But what I’m saying is it’s not correct—it’s demonstrably incorrect and we can explain its limitations and exclusions by pointing out its class origins and its hegemonic functions! “The Left” is not really the cumulative movement for popular struggle against oppression & exploitation, but the image of a miniscule segment of First World self-proclaimed radicals projected upon to a giant host of social, political, economic, even philosophical positions. Howard Hampton’s “Left,” the Good Liberal’s “Left,” is a cover-up, it functions to displace real political positions and problems with the image of “leftism” as a consumer choice (consumer choice being of course a subject-position greatly endorsed by our greater liberal order). And people go along with it because, like you’re doing here, they say, “Hey, does this image have real life analogues? Were there people who called themselves radicals who putzed around on trust funds and quoted Mao but really were just ultra-PC fascists? Hey, why there were people like that!”

Well, sure there were, but that’s beside the point. There are kind, humane billionare businessmen. Surely a great deal of union activists throughout labor history have been bigoted wife-beaters. De facto, politics in liberal states encourage this sort of atomized "ethical" thinking. But, as I hope is clear, I think it is wrong and insufficient as a theory of politics and the social body and justice, and it fails to address the gaping disparities of wealth, resources, and opportunity present in our entire world system.

From the perspective of the Left (a perspective which I would not claim as my own) shouldn't the question be, how can we win the Good Liberal over to our side, hence widening the array of forces positioned against those who use and abuse the power of the state?

This was more or less what I was trying to do in my own little way in this post. I could have called Hampton & Zacharek fascists who were out to deliberately strengthen the power of the Bush-Cheney legacy. But I don’t think that they are consciously operating like this; I believe in the potential to dissuade some well-meaning people from harmful positions; I tried to draw attention to the (ignored) political currents in which their commentary operates, the character of the specific premises on which they draw.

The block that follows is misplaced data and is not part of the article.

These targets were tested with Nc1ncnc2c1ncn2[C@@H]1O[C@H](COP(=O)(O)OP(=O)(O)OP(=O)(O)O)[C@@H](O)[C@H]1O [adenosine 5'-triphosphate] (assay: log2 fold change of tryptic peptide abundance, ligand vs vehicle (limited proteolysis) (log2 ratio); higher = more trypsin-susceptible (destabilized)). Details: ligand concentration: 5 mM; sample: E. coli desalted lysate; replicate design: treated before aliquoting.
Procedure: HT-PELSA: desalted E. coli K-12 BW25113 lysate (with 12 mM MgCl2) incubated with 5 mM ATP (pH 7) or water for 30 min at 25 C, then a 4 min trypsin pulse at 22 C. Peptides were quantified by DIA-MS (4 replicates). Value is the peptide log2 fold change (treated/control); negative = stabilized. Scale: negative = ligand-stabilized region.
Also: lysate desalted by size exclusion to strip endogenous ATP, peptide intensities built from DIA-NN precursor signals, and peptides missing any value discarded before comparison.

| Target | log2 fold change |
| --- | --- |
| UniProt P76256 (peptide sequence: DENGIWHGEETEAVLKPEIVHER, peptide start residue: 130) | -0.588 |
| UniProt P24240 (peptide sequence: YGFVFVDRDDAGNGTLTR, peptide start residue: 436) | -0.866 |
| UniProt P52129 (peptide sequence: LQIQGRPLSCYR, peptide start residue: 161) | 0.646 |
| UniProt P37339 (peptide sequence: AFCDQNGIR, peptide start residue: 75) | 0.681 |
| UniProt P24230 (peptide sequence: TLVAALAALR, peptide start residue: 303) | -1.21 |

Not that I expect Hampton, or Zacharek, to even read this post. What do they care what some blogger, especially one without aspirations to film reviewing, says about their work? But that’s beside the point, the issue is if those of Hampton’s mindset might read what I write and perhaps shed some light on an perspective or contextualization they hadn’t given thought to.

(Of course people are welcome to think the same towards me, i.e., try to “enlighten” me a bit…)

ZC said...

Jebus, I definitely had hoped to be more concise--so much for avoiding tedious verbiage above, sorry...

Richard said...

This is a great post (and a great reply to MovieMan's comment). Thanks.

Adrian said...

Your post was very moving, Zach - I salute you.

MovieMan0283 said...

Zach, thanks for the response - I'll just make a few quick points (and ask a few questions) here:

1. So is your point, in part at least, a semantic one - you object to the terminology of Hampton's argument (using the term "the Left" to refer to a small subset of self-identified leftists) rather more than the substance (that said leftists really are somewhat self-defeating?) I could probably agree with you, at least to a certain extent, on that - perhaps Hampton should have employed more qualifiers so as not to risk painting with too broad a brush? (I did read that article, or part of it, a month or so ago. I wish Film Comment had online archives so I could check it out again.)

2. I don't really buy the "Stalin corrupted communism" argument; though to a certain extent he did, the USSR was already authoritarian and violent. Now, this is not to say that every 1917 leads to Stalinism, though the biggest ones seem to lead to one or another variation on dictatorship and violence (China and Cuba). Chile and, to a lesser extent, Nicaragua did not seem to be going in this direction (though of course Chile's 1917 occurred electorally) and were subverted, so I suppose that's grist for the mill of those who claim socialism and authoritarianism had to go hand-in-hand. I think that defeats the purpose, but that's a discussion worth having.

"And what happens in the sustainable, non-imperialistic societies?" Which societies are you thinking of, out of curiosity? Nation-states or smaller communities?

3. As for planning accordingly this may be the case but at what point does this state, in which so much has been invested, divest itself of its interests? I don't see that happening - even if many on the left see their planning as a means to an end, it usually becomes an end to itself. But, as you point out, there are definitely critiques of the statist Left from within the Left. I just don't think it's fair to say